Until proven otherwise, I like to believe the best about people.
This past May, I emceed a luncheon at which an engaging young man named Justin Gatlin was the featured attraction. He came to Indianapolis to help promote locally based USA Track & Field’s national championships, and he arrived in our town within hours of tying the world record in the 100 meters. I couldn’t have been more impressed with Gatlin, wrote glowingly about him in this column, and encouraged attendance at the championships, which took place in June at IUPUI.
Last month, as I do every July, I followed with great interest the Tour de France. After seven straight victories, Lance Armstrong had retired, and I was eager to see who would pick up the mantle. It turned out to be another American, Floyd Landis, who had a wonderful back story (came from a family of Pennsylvania Mennonites; needs to have hip replacement surgery) and provided one of the most incredible single-stage rides in Tour history. Like those of the cancer-surviving Armstrong, Landis’ eventual victory resonated with inspiration.
As I said, I want to believe the best in people … until proven otherwise.
Now I fear that proof.
I fear that both Gatlin and Landis will be proven-without question-to be cheats, young men like so many in seemingly ever increasing numbers who will seek whatever edge they can to achieve success.
Last week, of course, both athletes became the latest poster boys for all the wrong reasons in their respective sports, which need-desperately-to get past the unrelenting suspicion that no result, no victory, can be trusted.
First it was revealed that Landis had tested positive for abnormal amounts of testosterone in his system (a test taken following that amazing stage ride in the French Alps). Then came the second blockbuster-that Gatlin also had tested positive for excess testosterone following a competition last April.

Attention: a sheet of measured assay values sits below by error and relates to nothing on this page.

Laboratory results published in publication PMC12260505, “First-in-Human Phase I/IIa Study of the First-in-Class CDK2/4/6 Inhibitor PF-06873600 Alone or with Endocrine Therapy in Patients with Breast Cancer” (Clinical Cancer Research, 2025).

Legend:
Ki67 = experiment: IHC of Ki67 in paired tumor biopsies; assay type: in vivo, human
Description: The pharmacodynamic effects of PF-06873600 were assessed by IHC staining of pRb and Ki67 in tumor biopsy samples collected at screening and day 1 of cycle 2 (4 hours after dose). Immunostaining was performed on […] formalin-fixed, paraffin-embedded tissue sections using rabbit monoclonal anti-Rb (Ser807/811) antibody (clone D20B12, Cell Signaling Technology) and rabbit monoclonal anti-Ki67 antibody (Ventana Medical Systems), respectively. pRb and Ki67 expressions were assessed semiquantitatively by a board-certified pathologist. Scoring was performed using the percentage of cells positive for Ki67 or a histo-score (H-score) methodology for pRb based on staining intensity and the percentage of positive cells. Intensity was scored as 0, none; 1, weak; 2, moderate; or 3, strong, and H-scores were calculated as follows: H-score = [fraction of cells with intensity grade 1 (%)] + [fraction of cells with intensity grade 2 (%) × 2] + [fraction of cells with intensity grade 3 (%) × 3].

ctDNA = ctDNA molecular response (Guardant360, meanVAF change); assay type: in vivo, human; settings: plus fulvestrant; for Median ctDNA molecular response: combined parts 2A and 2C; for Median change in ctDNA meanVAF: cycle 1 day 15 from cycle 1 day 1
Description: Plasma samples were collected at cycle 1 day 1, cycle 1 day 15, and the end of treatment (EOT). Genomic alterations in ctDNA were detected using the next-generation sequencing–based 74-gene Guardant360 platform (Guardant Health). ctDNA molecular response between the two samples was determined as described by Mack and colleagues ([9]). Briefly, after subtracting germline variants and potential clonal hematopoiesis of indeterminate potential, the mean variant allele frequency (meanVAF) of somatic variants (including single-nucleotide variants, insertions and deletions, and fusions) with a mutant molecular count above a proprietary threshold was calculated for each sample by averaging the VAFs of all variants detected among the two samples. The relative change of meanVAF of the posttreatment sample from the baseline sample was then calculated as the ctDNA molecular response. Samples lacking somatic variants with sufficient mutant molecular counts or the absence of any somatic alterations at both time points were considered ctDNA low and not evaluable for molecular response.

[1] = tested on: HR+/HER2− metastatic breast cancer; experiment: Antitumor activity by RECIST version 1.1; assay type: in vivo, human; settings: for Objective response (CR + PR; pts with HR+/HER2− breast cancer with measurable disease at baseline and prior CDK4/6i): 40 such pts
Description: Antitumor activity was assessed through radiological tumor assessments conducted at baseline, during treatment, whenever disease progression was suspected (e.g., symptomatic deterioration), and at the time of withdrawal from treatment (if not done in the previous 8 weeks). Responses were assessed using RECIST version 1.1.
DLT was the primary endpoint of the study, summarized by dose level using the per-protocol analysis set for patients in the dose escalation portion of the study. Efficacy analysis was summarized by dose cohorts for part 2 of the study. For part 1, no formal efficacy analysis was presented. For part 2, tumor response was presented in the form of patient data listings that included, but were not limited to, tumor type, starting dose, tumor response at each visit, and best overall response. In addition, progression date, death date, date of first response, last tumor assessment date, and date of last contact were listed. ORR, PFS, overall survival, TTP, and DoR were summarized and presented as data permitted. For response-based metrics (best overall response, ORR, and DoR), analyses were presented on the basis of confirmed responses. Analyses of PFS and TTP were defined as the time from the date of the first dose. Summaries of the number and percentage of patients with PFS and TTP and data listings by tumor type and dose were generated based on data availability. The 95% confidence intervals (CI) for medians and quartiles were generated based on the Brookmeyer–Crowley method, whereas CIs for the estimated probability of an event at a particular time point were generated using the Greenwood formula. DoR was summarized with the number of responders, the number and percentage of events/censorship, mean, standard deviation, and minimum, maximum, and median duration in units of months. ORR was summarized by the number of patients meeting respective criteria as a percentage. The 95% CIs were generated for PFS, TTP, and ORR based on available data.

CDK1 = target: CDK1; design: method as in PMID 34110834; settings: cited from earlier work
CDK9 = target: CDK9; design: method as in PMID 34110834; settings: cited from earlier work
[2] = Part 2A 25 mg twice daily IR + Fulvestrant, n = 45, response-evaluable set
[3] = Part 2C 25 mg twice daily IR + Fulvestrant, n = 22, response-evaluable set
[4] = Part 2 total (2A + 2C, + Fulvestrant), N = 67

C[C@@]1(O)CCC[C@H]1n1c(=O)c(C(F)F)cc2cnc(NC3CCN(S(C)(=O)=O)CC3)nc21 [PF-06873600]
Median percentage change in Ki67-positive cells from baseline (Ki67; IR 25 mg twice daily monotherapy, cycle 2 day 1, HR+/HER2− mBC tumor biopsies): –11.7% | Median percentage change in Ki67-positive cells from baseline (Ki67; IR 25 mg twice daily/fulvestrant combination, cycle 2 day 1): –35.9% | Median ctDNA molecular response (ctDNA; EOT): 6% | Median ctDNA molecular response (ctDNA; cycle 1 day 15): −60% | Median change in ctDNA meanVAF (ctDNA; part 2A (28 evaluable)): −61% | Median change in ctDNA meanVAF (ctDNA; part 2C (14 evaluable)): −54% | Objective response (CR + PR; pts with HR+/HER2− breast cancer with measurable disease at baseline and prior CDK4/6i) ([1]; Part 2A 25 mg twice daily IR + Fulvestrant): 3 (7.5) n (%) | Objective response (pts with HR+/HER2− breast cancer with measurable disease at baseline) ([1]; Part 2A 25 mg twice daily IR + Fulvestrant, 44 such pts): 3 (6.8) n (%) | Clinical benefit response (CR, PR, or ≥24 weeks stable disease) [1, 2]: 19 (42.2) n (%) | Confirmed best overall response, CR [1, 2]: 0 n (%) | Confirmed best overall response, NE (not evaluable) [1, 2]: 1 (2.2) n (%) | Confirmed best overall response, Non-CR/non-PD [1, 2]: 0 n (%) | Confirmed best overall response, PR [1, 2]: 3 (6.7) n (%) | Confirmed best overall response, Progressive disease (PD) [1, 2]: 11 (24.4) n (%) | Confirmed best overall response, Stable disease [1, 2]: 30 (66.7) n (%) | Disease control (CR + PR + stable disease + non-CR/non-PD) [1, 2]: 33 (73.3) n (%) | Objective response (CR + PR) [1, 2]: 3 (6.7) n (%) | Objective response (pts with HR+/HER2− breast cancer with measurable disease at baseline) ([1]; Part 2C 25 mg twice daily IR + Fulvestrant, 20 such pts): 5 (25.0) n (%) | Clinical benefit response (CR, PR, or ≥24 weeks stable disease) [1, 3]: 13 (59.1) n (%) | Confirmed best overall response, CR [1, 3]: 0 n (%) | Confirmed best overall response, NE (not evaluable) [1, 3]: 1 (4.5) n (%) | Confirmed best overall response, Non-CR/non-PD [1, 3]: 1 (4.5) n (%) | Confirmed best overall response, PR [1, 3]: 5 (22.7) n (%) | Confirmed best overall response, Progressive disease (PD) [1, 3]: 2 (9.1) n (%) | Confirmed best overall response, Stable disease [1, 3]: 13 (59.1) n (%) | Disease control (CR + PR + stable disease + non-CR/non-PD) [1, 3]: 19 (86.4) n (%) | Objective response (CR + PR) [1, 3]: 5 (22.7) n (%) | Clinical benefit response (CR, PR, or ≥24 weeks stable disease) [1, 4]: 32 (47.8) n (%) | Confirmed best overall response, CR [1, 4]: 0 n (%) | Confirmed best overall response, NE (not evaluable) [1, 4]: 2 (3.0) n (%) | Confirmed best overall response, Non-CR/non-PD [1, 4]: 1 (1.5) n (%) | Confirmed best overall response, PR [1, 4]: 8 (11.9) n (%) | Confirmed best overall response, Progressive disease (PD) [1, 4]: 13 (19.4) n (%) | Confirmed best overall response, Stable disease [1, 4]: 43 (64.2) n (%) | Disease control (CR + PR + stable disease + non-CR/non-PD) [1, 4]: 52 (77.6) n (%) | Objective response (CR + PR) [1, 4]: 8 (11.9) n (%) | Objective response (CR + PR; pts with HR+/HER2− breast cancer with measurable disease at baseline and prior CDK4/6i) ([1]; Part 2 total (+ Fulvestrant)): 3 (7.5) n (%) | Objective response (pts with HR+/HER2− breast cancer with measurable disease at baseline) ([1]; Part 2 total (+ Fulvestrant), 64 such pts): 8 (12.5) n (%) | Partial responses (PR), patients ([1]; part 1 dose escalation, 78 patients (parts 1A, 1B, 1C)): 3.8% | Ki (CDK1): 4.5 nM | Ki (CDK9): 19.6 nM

Landis was emphatic in his denials. Gatlin was, too, though it was later alleged by his coach that the sprinter may have been victimized by a massage therapist with a grudge who, without Gatlin’s knowledge, rubbed him down with a testosterone-laced lotion before a competition last April. Of course, it can’t be overlooked that Gatlin’s coach has had numerous athletes who have had doping issues in the past.
I don’t pretend to really know either Landis or Gatlin. I’ve never met the former, and I’ve spent only about 90 minutes with the latter. That’s woefully insufficient to measure integrity or veracity.
Yet, I certainly sympathize with the guilty-until-proven-innocent limbo they find themselves in. In the court of public opinion, they’ve been tried and convicted. In the rush to judgment, the public dismisses the possibility that neither man knowingly violated the anti-doping rules.
Landis’ case makes no sense whatsoever. He was tested for illegal substances no fewer than six times during the tour and was clean on each and every one. But on the day of his astounding ride that catapulted him from 11 th to third and essentially sealed his Tour de France triumph, his post-race urine sample revealed the abnormally high amounts of testosterone. As this is being written, we await the results taken from the “B” sample of his urine. If it confirms the results of the first sample, he could be suspended and stripped of his Tour victory.
At any rate, can you get a one-day boost from testosterone? Even if that’s true, why would Landis risk it when he had to know he was going to have to pee in the cup? Did he think he could beat the drug testing system? At first, Landis claimed the positive result may have been from normal biological circumstances, but then The New York Times reported-quoting an anonymous source with supposed knowledge of the test-that analysis has shown synthetic testosterone in his system.
As for Gatlin, he certainly didn’t appear to be a cheat, either. If anything, he has been outspoken against dopers.
Time will reveal the veracity of Landis’s and Gatlin’s protestations of innocence or perhaps provide a plausible explanation of sabotage.
In any case, I really, really want to believe that something occurred here that was beyond their control.
Then again, once upon a time, I really, really wanted to believe in Santa Claus. Bottom line, it’s another sad day for cycling, track and sports in general.
Benner is associate director of communications for the Indianapolis Convention & Visitors Association and a former sports columnist for The Indianapolis Star. His column appears weekly. To comment on this column, go to IBJ Forum at www.ibj.comor send e-mail to firstname.lastname@example.org.